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FERC rule to spark energy transmission building nationwide; Rudy Giuliani pleads not guilty to felony charges in AZ election interference case; new digital tool emerges to help MN students with FAFSA woes; WY governor to talk property tax shifts in a TeleTown Hall.

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Israel's Prime Minister calls the new ICC charges unfair. Trump's lawyers found more classified documents in Mar-a-Lago, months after an FBI's search. And a new report finds election deniers are advancing to the fall election.

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Americans are buying up rubber ducks ahead of Memorial Day, Nebraskans who want residential solar have a new lifeline, seven community colleges are working to provide students with a better experience, and Mississippi's "Big Muddy" gets restoration help.

New York Senate pushes for more ballot access

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Friday, January 12, 2024   

Just a week into the legislative session, New York lawmakers are moving to uphold democracy and expand voting rights.

The state Senate passed a package of bills that would expand early voting, allow more absentee ballot drop-offs and portable voting locations, and join a multistate database to clarify voter rolls among other things.

Senate Majority Leader Andrea Stewart-Cousins, D-Yonkers, said the measures will make voting more fair and accessible to New Yorkers and ease burdens on election workers.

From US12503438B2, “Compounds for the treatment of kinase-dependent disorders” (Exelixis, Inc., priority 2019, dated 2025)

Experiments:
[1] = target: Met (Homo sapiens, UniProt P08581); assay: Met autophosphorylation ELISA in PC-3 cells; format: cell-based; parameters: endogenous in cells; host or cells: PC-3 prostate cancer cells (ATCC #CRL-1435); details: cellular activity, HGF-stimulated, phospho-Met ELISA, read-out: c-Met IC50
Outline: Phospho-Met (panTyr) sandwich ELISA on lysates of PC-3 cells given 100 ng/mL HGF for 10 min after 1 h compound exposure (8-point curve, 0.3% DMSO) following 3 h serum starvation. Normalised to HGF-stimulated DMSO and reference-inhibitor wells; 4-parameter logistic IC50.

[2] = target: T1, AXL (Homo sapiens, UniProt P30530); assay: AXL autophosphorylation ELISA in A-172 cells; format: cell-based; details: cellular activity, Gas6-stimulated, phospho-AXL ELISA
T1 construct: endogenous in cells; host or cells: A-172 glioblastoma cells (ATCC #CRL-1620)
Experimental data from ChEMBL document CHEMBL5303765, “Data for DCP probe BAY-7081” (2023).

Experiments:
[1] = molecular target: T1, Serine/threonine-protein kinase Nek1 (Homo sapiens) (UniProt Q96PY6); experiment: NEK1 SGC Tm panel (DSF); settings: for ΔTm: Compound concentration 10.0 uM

"Now more than ever," she said. "Environments change all the time, and now it's very, very clear we need to create an atmosphere where voters can vote confidently and easily."

On the floor Monday, Senate Republicans pushed back during debate and questioned how the proposed changes would impact election and voter integrity.

Several similar bills were stuck in the Assembly last year, but Democrats continue to push them this year. Some Senate Republicans questioned the impact of the proposed measures.

State Senate Minority Leader Rob Ortt, R-North Tonawanda, called the proposed changes a "political move" to boost Democratic votes in an election year.

"It's not New Yorkers who wake up and go, 'We're gonna harvest ballots today,' but there are organizations whose job it is to win elections," he said, "and they will use these rules to win elections, that is the point."

Ortt added he has never had a constituent call and complain that they wanted to vote in an election but were unable to do so.


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